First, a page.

In Israel’s domestic politics, Iran deal is a gift for Netanyahu
Menu JTA Search

In Israel’s domestic politics, Iran deal is a gift for Netanyahu

Israeli Prime Minister Benjamin Netanyahu waves as he leaves the White House, October 1, 2014. The Israeli public backs the prime minister on the Iran issue. (Win McNamee/Getty Images)

Israeli Prime Minister Benjamin Netanyahu waves as he leaves the White House, October 1, 2014. The Israeli public backs the prime minister on the Iran issue. (Win McNamee/Getty Images)

Maybe Israeli Prime Minister Benjamin Netanyahu should be thanking the Obama administration for the Iran deal.

Netanyahu called Tuesday’s agreement on Iran’s nuclear program a “stunning historic mistake.” He says it’s going to endanger the Middle East.

But within Israel, the deal looks to be a political godsend for the prime minister.

A few days ago, Netanyahu’s narrow, two-seat majority in Knesset faced trouble. Last week, he warned his coalition partners that he would have to renege on budgetary promises he made when they formed the government in May. In response, a coalition lawmaker threatened to force another election — just four months after Israelis last went to the polls.

Now, the Iran deal appears to have given Netanyahu a new mandate to lead. Isaac Herzog, leader of the Knesset opposition and chairman of the center-left Zionist Union party, reportedly may join Netanyahu’s coalition, forming a unity government to fight the agreement and counter any subsequent Iranian threat. With Zionist Union’s 24 Knesset seats, the narrow, 61-member coalition would become a broad, 85-seat government.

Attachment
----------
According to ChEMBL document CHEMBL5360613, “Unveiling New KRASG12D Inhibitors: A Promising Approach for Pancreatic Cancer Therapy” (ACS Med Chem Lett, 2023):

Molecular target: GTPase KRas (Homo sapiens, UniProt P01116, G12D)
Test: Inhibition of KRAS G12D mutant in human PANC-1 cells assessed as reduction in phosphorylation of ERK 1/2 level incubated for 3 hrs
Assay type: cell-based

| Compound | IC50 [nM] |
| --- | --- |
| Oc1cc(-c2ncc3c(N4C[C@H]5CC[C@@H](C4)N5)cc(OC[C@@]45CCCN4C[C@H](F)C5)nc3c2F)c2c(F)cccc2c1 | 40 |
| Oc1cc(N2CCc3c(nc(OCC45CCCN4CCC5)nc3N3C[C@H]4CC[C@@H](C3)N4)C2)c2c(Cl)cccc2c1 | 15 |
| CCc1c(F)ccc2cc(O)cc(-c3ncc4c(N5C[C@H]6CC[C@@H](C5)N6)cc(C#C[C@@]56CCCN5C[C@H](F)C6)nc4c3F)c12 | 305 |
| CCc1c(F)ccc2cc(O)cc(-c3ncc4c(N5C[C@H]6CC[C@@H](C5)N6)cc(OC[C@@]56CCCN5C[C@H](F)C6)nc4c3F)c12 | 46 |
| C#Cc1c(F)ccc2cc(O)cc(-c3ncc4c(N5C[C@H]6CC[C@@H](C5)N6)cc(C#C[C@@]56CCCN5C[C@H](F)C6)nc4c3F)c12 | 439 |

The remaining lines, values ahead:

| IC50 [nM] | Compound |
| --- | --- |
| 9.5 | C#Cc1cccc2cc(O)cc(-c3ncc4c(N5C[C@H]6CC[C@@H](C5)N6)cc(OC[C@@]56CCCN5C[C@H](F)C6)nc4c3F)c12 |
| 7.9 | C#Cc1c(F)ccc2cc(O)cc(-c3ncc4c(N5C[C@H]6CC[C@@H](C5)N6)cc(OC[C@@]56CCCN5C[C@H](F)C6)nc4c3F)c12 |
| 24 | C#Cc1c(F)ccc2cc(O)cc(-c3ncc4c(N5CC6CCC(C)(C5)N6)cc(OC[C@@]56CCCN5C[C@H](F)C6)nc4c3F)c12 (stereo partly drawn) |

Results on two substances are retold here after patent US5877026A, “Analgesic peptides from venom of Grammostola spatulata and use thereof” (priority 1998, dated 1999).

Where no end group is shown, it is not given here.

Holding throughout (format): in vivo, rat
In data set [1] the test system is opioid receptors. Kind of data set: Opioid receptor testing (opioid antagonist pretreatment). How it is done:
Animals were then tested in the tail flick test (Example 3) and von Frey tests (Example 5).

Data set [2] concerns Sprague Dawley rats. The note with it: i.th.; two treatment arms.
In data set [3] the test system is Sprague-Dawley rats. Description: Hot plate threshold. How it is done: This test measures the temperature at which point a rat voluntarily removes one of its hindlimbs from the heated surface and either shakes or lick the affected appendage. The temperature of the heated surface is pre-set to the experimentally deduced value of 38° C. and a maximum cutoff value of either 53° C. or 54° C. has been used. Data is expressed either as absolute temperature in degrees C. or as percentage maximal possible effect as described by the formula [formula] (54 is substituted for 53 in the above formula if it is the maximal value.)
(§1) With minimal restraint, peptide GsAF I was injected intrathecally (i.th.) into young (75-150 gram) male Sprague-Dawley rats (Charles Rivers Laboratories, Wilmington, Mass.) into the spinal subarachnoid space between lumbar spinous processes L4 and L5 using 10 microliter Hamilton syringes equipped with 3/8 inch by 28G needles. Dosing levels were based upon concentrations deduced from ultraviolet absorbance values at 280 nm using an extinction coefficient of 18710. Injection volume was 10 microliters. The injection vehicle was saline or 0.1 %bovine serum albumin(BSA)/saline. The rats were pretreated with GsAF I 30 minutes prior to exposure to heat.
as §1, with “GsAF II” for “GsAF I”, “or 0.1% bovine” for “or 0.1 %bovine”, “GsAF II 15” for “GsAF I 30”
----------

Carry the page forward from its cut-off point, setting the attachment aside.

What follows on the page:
Herzog and Netanyahu met Tuesday night to discuss the deal, and according to a statement from the Prime Minister’s Office, Herzog said he “would do his utmost on behalf of the security of the State of Israel in the new situation that has been created.”

This isn’t the first time opposing parties have come together in the name of national security. Just ahead of the Six Day War in 1967, Prime Minister Levi Eshkol formed a national unity government with his right-wing rivals to present a united front against Israel’s enemies. The next day, Israel went to war; this time, analysts say, Israel could be hard-pressed to take military action and will lobby the U.S. Congress to reject a deal before contemplating a strike.

Some of Netanyahu’s rivals have blamed Netanyahu for failing to block the deal or improve its terms. Yair Lapid, head of the opposition centrist Yesh Atid party, called for the prime minister’s resignation. He alluded to another military campaign, comparing Netanyahu to Prime Minister Golda Meir after the Yom Kippur war, which Israelis largely view as a debacle.

But Israelis look to be siding with Netanyahu on this one. A poll Thursday by Israeli Channel 10 found that 69 percent of Israelis oppose the Iran deal, while 74 percent believe it won’t stop Iran from getting the bomb. Only 10 percent of Israelis support the deal. Sixty percent say Israel should lobby Congress against the deal, while 33 percent favor military action to prevent an Iranian nuclear weapon — with 40 percent opposing a strike.

The country is split on whether Netanyahu erred or acted wisely in his campaign against the agreement, with 37 percent placing him at fault and 34 percent supporting him. But the vast majority of Israelis buy Netanyahu’s main argument: that this is a bad deal that will fail in its goal. And if he succeeds in attracting Herzog and padding his coalition, he won’t need to worry about his approval ratings for a while, anyway.